Basic accounting is all fine and good, but it won’t matter if you can balance a checkbook or update a savings ledger if you don’t know how money flows in and out of your life.

A financial statement is often an intimidating thing, but at Rich Dad, we’ve made it as simple as possible. There are four quadrants: income, expenses, assets and liabilities.

A simplified balance sheet showing four quadrants: income, expenses, assets and liabilities.

The key is to teach your teens the interplay between these quadrants. Simply put, assets, things like investments, real estate, business, etc., allow you to create income:

Simply put, assets allow you to create income.

Liabilities, things like vacations, eating out, a new car, etc., take money out of your pocket:

Simply put, liabilities take money out of your pocket.

If your teen understands that they should have more assets bringing in more income than liabilities taking money away via expenses, they will be light years ahead of most people, including adults. To learn more on this, read my article, “The Financial Statement Foundation for Being Rich.

The difference between an asset and a liability

Key to understanding a financial statement, is to also understand the difference be-tween an asset and a liability. At Rich Dad also made this much simpler than most people do in the financial industry.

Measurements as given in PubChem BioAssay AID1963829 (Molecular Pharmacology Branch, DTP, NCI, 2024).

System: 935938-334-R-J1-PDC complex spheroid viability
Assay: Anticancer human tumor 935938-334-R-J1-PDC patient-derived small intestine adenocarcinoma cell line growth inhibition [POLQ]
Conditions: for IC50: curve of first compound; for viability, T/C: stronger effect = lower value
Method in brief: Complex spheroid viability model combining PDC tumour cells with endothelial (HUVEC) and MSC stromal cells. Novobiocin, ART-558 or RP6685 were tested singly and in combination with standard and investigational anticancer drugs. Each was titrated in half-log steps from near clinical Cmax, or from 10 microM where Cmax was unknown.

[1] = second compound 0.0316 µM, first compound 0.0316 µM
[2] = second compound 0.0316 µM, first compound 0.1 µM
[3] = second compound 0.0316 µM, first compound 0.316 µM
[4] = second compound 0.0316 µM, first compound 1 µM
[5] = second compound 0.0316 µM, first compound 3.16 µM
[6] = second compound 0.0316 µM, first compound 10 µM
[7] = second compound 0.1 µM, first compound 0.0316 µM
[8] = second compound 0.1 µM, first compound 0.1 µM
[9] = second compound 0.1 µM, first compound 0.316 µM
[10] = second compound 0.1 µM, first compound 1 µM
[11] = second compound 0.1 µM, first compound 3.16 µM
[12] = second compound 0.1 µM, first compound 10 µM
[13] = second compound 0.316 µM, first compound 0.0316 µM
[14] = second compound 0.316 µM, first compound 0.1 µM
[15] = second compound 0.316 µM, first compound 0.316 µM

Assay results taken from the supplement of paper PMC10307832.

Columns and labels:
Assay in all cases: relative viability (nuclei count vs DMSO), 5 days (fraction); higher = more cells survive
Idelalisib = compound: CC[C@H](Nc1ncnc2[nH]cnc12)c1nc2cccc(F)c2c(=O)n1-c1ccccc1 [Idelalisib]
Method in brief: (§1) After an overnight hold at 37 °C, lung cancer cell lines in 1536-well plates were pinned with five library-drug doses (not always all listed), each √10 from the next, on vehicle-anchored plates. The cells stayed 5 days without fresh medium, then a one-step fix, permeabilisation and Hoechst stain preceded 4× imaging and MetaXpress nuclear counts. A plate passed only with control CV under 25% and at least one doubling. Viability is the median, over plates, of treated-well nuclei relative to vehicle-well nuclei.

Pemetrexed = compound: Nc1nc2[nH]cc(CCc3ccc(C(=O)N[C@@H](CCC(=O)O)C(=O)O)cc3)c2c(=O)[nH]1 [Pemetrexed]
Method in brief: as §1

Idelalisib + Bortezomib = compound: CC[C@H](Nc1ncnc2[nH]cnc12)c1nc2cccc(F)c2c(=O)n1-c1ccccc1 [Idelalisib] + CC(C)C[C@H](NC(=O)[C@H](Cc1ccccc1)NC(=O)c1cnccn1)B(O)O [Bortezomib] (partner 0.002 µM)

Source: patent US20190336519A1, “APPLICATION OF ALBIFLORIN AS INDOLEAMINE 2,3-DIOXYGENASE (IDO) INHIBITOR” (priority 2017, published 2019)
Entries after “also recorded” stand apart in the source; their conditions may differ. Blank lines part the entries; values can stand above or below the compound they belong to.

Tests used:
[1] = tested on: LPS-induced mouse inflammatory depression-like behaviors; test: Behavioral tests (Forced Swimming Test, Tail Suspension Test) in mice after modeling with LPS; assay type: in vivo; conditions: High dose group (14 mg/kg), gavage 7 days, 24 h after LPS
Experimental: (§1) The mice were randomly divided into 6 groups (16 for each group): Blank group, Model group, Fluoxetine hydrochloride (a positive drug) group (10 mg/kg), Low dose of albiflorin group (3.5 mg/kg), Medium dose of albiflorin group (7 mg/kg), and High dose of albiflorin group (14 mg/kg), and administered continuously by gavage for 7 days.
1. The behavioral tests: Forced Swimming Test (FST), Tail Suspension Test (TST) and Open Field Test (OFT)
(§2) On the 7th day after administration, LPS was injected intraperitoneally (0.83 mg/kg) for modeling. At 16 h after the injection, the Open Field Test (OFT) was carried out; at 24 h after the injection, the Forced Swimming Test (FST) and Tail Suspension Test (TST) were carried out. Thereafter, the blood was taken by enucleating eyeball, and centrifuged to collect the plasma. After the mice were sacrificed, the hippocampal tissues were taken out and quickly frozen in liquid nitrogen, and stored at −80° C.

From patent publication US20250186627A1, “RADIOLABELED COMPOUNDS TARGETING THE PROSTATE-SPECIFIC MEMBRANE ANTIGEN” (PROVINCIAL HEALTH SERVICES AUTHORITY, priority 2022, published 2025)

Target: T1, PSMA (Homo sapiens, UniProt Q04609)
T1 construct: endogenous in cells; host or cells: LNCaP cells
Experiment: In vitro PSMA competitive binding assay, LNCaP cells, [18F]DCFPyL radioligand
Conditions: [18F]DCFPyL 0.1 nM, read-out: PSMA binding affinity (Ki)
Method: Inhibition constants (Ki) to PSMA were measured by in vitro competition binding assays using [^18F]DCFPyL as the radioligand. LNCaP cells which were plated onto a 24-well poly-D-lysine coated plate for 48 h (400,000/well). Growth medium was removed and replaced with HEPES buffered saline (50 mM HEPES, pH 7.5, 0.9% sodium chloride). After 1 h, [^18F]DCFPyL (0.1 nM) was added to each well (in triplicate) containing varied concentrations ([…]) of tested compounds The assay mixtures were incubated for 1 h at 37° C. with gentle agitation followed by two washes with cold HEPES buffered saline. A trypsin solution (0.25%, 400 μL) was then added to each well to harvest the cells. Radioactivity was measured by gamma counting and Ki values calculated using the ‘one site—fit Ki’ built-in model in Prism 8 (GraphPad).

Simply put, an asset is anything that puts money into your pocket. A liability is anything that takes money out of your pocket.

This actually creates some counterintuitive thinking. For instance, I’ve said for many years, “Your house is not an asset.” People howled and moaned when I said this, but they didn’t when the housing market crashed. Most people found their houses to be liabilities at the end of the day. Why? They had overpaid and market made them up-side down. The reality is that real estate, housing included, is only an asset when it puts money in your pocket.

This also helps you understand some really obvious things. Like a tip, pulling money from an ATM, and writing a check almost always means spending money on a liability. How will that money be replaced? If you’re financially smart, with passive income from assets.

How to create money out of thin air